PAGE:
Here we discuss the idea of whether or not the Apostles and Nicene Creeds are a sufficient basis of doctrinal agreement for the Church today. This view, called “Paleo-Orthodoxy,” has been espoused by theologians like Thomas Oden, who argues that the creeds embody the consensual doctrinal affirmations of the early church fathers. This idea is also proposed by Jim Belcher in Deep Church which we reviewed at DrIBEX Ideas (you can find those reviews by searching the blog for “Belcher”).
Before we think through this proposal, perhaps it would be good to post those creeds so we can better understand what we are discussing. This will also be helpful for readers who do not affirm the creeds as part of their weekly liturgical worship. I will list the creeds as they are recited today although the clause, “He descend into hell,” was not in the earliest form of the Apostles Creed (see my earlier post on that subject).
The Apostles Creed (late second century)
I believe in God, the Father Almighty, the Maker of heaven and earth, and in Jesus Christ, His only Son, our Lord: Who was conceived by the Holy Ghost, born of the virgin Mary,suffered under Pontius Pilate, was crucified, dead, and buried; He descended into hell. The third day He arose again from the dead; He ascended into heaven, and sitteth on the right hand of God the Father Almighty; from thence he shall come to judge the quick and the dead. I believe in the Holy Ghost; the holy catholic church; the communion of saints; the forgiveness of sins; the resurrection of the body; and the life everlasting. Amen.
The Nicene Creed (fourth century)
I believe in one God, the Father Almighty, Maker of heaven and earth, and of all things visible and invisible. And in one Lord Jesus Christ, the only-begotten Son of God, begotten of the Father before all worlds; God of God, Light of Light, very God of very God; begotten, not made, being of one substance with the Father, by whom all things were made. Who, for us men and for our salvation, came down from heaven, and was incarnate by the Holy Spirit of the virgin Mary, and was made man; and was crucified also for us under Pontius Pilate; He suffered and was buried; and the third day He rose again, according to the Scriptures; and ascended into heaven, and sits on the right hand of the Father; and He shall come again, with glory, to judge the quick and the dead; whose kingdom shall have no end. And I believe in the Holy Ghost, the Lord and Giver of Life; who proceeds from the Father and the Son; who with the Father and the Son together is worshiped and glorified; who spoke by the prophets. And I believe in one holy catholic and apostolic Church. I acknowledge one baptism for the remission of sins; and I look for the resurrection of the dead, and the life of the world to come. Amen.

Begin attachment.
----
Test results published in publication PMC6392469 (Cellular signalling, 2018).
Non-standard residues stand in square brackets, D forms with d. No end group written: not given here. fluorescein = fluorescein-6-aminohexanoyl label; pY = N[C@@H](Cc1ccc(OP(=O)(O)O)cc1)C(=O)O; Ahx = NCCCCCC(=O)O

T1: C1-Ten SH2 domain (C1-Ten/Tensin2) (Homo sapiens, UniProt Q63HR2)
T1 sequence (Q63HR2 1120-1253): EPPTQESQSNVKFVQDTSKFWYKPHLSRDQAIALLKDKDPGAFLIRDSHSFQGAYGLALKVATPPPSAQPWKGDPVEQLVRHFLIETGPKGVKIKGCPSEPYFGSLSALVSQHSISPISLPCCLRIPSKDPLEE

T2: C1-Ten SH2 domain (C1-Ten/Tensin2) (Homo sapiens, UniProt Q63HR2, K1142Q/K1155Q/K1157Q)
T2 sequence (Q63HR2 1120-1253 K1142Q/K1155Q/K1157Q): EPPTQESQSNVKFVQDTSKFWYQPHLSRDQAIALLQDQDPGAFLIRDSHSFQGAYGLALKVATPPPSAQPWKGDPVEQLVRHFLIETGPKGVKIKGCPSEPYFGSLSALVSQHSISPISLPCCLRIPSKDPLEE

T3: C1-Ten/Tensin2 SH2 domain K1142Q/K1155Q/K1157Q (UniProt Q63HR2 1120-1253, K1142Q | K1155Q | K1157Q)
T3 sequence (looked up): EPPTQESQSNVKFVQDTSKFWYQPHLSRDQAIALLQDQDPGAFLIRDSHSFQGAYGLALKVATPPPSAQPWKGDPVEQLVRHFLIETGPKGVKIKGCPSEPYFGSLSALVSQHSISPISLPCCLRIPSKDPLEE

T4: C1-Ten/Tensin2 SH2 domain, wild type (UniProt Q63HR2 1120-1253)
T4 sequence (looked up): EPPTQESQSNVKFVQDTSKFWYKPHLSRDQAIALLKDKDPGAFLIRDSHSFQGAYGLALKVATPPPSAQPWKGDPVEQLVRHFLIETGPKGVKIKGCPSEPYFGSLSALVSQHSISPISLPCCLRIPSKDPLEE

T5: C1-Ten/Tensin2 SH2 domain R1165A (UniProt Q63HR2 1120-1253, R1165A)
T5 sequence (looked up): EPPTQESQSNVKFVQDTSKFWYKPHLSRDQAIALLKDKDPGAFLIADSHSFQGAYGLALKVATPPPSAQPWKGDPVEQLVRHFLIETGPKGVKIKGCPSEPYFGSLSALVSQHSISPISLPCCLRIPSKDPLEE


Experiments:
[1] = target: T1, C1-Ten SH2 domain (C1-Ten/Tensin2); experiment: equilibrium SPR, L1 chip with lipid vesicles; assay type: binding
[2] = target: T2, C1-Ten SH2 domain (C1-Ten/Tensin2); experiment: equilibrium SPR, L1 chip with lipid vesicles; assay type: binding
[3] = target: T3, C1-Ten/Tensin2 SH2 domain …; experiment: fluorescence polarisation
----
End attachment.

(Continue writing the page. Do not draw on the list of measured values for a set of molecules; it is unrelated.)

I happily recite both the Apostles and Nicene Creeds and commend them to others, recognizing that evangelical believers will need clarification on the historical meaning of words like “catholic.” The Creeds emphasize the basic biblical themes of creation, Trinity, incarnation, resurrection and redemption, and proclaim the events of the birth, crucifixion and resurrection of Christ. This is the gospel that the Church has always proclaimed and must always must proclaim—a gospel rooted in God’s Trinitarian person and in these salvific events. The gospel is the “faith that was once for all entrusted to the saints” (Jude 1:3), which does not change.
On the other hand, the Creeds simply cannot bear the weight paleo-orthodoxy wants to place upon them. They are invaluable conversation partners for us today as we seek to participate in the Holy Spirit’s ongoing work. We cannot ignore them, and we should not expect the shape of our theology to vary significantly from the patterns they have set for the Tradition. At the same time, however, theology is an ongoing constructive project, semper reformanda (always reforming). Then how can these statements be reformed?
The early creeds were conditioned by their time frame, and that time frame was prior to the Middle Ages with its layers of superstitious accretions by the church of Rome. Are we to look back to the fourth century and leap frog over the events of the Reformation as if they never occurred? Just as Nicea dealt with a Christological aberration of its day, Arianism, so the Reformation creeds dealt with the soteriological aberration of its day, Roman Catholicism. And both those aberrations are still with us! Thus we need more than just the Nicene Creed because we need to respond to the theological errors that have developed since Nicea! It is in the area of soteriology where the early creeds are lacking in clear articulation. Perhaps they cannot be faulted in that regard. But they need to be supplemented by the soteriological insights gained from the Reformers.
I am resisting a strong desire to state that greater clarity in the area of eschatology is also a need. But I know that Christians who agree on every other statement in the creed, even with the needed soteriological supplements of salvation by grace through faith, still differ greatly in the area of eschatology. Personally, I desire greater eschatological definition for my own church. Practically, I realize that a basis for unity among all Christians may need to retain the basic eschatological statements of the old creeds, to which we all assent.
Every age will face new doctrinal challenges. Can we respect what the ancient creeds performed in combating the wrong ideas of their day and still recognize that we will need to supplement these statements in light of the wrong ideas that have developed in the centuries since?
More should be said, and I welcome any informed responses.